"Use" means to convert it to a different form
...and to extract work while doing so. No? Which means converting it to some form where it has higher entropy.
Look, it seems like you are more or less just making stuff up based on your rather incomplete understanding of thermodynamics, which is why recommended you to actually read up on the subject. Setting aside the rather dubious claim that a perfectly isolated system can even exist, what you are describing is exactly how you could define a perpetual motion machine of the second kind: an isolated system that performs work using energy from a single heat reservoir, without transferring heat to an external cooler reservoir. Such a machine cannot exist, because it violates the second law of thermodynamics, which states that the entropy of an isolated(!) system never decreases. The system tends towards thermal equilibrium, where all the energy is converted to a uniform distribution of heat.
If you had bothered to look any of this up, you would have already known this, instead of speaking out of your ass based on what you think a perpetual motion machine is and why it must be impossible.
The key flaw in your reasoning is that you seem to think of energy as something that's equivalent regardless of its form. It is not so. In fact, whenever we use energy to perform some work, it actually isn't the energy in itself that we are using, but its state of being far from equilibrium. Its "order", for the lack of a better word. The energy is just a carrier. And when we are using heat energy, we are actually not using the heat in itself, but exploiting the temperature differential between the heat reservoir and a cooler reservoir. That's why all heat producing power plants need cooling water, and the reason jet engines get higher efficiency when flown through cooler air at high altitude (even if it's thinner). Conversely, it explains why a refrigerator requires external energy even though it is removing energy from its interior, and why a heat pump can have more than 100% heating efficiency whereas distributed heating can never reach 100%.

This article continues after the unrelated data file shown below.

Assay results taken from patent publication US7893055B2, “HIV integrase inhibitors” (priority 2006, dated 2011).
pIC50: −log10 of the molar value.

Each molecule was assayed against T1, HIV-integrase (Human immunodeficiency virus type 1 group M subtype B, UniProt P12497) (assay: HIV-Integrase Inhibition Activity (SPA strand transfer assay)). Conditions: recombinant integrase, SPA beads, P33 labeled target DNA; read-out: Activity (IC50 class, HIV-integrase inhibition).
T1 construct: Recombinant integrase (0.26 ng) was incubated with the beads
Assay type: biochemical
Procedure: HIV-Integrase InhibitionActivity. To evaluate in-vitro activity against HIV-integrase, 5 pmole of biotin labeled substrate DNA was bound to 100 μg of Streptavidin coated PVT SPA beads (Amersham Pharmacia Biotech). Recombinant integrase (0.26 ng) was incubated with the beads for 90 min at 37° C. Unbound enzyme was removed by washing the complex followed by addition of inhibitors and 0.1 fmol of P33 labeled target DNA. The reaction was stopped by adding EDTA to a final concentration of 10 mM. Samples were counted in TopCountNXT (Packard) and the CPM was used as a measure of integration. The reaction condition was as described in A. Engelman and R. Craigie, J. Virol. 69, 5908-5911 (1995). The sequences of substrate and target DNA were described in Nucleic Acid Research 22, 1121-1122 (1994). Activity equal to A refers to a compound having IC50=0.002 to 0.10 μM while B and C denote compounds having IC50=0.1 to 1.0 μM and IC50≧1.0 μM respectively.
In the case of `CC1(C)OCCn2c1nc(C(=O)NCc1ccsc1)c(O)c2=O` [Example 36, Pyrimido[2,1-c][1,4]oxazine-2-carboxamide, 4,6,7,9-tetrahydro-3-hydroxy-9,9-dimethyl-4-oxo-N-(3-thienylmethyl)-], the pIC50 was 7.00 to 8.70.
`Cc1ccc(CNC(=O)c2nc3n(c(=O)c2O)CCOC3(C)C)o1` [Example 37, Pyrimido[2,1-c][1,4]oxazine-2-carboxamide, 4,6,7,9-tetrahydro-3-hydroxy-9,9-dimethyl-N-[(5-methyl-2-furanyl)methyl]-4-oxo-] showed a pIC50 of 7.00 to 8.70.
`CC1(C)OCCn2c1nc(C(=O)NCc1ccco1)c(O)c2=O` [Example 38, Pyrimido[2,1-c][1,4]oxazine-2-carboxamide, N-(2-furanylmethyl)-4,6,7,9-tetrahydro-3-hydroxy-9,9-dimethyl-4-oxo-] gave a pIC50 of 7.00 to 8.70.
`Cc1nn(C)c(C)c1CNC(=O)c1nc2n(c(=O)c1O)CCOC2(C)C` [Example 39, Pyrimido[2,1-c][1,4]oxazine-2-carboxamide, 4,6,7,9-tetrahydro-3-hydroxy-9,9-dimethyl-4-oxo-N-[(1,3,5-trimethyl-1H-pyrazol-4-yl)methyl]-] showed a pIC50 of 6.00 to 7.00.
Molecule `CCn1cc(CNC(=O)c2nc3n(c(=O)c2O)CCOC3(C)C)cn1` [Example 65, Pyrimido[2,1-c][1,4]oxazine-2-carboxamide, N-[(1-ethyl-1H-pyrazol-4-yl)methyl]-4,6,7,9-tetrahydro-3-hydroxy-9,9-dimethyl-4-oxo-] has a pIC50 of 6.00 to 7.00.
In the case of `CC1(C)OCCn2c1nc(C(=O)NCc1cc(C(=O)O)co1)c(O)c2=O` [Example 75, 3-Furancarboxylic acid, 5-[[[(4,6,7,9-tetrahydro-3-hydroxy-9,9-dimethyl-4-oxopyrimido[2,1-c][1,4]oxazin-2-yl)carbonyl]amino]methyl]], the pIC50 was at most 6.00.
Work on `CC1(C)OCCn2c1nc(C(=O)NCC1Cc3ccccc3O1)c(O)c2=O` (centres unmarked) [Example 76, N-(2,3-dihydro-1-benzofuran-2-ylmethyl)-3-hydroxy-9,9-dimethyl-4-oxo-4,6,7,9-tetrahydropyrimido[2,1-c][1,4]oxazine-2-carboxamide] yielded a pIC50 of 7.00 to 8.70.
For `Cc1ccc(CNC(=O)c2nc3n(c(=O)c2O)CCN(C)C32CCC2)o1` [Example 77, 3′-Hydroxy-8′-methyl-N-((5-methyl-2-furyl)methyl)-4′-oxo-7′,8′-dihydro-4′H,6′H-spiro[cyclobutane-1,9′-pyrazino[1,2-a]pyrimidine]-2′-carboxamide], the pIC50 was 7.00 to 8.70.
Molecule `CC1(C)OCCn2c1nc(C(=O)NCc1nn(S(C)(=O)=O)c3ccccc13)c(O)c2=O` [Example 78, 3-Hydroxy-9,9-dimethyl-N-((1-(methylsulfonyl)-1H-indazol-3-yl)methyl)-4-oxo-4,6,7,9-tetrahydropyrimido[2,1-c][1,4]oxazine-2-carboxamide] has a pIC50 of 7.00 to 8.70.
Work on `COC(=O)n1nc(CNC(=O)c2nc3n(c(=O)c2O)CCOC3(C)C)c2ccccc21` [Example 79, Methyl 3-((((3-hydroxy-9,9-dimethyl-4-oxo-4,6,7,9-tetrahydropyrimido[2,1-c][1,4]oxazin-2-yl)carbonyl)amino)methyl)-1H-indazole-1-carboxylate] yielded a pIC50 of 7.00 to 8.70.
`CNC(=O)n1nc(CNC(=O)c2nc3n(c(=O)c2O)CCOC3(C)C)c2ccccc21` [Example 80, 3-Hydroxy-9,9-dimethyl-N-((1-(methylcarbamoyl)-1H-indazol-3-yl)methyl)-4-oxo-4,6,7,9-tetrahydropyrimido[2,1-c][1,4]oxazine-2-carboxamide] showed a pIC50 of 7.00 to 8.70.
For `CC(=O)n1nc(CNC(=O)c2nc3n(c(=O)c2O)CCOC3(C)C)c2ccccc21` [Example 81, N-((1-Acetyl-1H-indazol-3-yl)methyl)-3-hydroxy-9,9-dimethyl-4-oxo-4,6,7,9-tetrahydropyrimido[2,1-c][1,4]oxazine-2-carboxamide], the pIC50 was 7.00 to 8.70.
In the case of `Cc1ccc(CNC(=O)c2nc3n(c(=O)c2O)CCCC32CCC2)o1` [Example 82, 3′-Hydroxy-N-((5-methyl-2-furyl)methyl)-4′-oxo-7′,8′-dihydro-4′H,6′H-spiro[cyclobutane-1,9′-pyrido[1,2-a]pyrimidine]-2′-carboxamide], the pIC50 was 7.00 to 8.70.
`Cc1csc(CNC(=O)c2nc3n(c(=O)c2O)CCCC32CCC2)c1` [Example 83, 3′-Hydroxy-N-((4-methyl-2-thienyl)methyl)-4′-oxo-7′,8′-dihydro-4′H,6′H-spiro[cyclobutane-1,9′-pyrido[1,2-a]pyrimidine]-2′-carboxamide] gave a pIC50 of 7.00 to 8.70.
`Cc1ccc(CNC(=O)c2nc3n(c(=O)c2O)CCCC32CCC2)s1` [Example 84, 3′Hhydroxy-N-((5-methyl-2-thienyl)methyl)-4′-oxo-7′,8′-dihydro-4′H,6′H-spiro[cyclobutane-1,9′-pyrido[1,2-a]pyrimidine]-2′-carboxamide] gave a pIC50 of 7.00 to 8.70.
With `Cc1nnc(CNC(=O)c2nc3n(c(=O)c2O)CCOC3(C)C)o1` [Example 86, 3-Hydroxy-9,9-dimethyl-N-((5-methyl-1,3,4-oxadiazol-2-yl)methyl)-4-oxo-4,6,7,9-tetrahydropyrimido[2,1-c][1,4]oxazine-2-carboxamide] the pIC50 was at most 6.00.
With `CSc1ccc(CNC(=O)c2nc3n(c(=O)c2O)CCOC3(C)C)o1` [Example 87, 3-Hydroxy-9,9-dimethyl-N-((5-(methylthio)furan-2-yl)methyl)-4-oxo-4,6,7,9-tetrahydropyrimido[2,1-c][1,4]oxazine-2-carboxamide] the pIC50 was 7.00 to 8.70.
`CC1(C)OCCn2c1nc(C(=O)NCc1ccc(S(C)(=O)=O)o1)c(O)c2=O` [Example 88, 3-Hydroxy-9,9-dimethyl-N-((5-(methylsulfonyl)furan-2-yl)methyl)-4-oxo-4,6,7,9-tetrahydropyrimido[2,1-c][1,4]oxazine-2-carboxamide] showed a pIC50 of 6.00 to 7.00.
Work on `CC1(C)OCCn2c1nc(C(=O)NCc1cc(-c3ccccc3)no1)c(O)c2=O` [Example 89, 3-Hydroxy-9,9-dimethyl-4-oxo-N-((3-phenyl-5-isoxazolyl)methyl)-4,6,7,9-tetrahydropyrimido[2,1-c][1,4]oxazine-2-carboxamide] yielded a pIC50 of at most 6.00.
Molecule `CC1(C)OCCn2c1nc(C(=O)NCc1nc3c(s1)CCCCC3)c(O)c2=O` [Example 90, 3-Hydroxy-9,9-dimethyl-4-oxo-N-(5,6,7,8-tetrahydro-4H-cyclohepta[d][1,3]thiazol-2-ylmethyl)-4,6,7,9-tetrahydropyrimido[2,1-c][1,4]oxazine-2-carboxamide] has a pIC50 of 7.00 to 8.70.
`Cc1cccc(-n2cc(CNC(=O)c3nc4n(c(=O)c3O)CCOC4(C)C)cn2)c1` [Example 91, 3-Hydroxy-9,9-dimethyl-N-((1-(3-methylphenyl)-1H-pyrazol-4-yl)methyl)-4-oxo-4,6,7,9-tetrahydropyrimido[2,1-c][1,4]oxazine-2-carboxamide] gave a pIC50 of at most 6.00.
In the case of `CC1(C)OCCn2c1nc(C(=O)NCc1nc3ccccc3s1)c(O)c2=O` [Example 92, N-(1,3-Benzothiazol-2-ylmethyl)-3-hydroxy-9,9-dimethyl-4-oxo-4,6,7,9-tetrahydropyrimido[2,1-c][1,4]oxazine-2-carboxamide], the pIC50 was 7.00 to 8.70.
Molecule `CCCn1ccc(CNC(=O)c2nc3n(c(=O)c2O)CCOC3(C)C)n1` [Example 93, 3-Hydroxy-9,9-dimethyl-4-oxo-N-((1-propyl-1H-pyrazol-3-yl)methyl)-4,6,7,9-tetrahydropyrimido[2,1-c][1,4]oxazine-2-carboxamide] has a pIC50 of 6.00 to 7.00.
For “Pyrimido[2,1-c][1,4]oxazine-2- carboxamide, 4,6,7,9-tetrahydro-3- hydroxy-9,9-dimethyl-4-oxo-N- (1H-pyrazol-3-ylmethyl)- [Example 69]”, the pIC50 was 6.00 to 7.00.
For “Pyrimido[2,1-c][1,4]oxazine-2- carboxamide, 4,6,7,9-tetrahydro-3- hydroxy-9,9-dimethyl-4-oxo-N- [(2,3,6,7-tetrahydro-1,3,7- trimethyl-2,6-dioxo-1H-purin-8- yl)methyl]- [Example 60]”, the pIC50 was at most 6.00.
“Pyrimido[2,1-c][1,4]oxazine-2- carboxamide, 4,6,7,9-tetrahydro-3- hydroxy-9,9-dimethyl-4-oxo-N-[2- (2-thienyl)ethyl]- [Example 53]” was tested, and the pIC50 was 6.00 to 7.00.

One physicist who have written a lot about these things is Ilya Prigogine, if you are interested to read more, although I'm sure you could find many others.